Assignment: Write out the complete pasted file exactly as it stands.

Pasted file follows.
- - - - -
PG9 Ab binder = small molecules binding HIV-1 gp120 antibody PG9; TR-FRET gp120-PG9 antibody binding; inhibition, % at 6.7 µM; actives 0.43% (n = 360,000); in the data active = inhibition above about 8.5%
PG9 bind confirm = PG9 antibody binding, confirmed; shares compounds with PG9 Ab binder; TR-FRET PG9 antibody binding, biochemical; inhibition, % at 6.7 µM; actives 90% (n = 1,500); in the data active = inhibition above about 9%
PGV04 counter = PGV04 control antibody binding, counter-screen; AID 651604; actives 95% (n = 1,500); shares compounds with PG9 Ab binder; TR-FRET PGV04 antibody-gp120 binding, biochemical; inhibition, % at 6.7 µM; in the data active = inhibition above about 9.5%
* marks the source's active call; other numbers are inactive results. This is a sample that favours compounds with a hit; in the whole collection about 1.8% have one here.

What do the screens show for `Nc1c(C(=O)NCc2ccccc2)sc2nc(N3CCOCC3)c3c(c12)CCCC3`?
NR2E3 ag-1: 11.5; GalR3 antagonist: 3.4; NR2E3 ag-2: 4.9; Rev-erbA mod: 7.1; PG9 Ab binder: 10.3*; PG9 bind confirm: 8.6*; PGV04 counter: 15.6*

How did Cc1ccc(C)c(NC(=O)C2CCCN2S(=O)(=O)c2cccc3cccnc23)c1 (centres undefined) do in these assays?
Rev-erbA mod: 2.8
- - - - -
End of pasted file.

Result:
PG9 Ab binder = small molecules binding HIV-1 gp120 antibody PG9; TR-FRET gp120-PG9 antibody binding; inhibition, % at 6.7 µM; actives 0.43% (n = 360,000); in the data active = inhibition above about 8.5%
PG9 bind confirm = PG9 antibody binding, confirmed; shares compounds with PG9 Ab binder; TR-FRET PG9 antibody binding, biochemical; inhibition, % at 6.7 µM; actives 90% (n = 1,500); in the data active = inhibition above about 9%
PGV04 counter = PGV04 control antibody binding, counter-screen; AID 651604; actives 95% (n = 1,500); shares compounds with PG9 Ab binder; TR-FRET PGV04 antibody-gp120 binding, biochemical; inhibition, % at 6.7 µM; in the data active = inhibition above about 9.5%
* marks the source's active call; other numbers are inactive results. This is a sample that favours compounds with a hit; in the whole collection about 1.8% have one here.

What do the screens show for `Nc1c(C(=O)NCc2ccccc2)sc2nc(N3CCOCC3)c3c(c12)CCCC3`?
NR2E3 ag-1: 11.5; GalR3 antagonist: 3.4; NR2E3 ag-2: 4.9; Rev-erbA mod: 7.1; PG9 Ab binder: 10.3*; PG9 bind confirm: 8.6*; PGV04 counter: 15.6*

How did Cc1ccc(C)c(NC(=O)C2CCCN2S(=O)(=O)c2cccc3cccnc23)c1 (centres undefined) do in these assays?
Rev-erbA mod: 2.8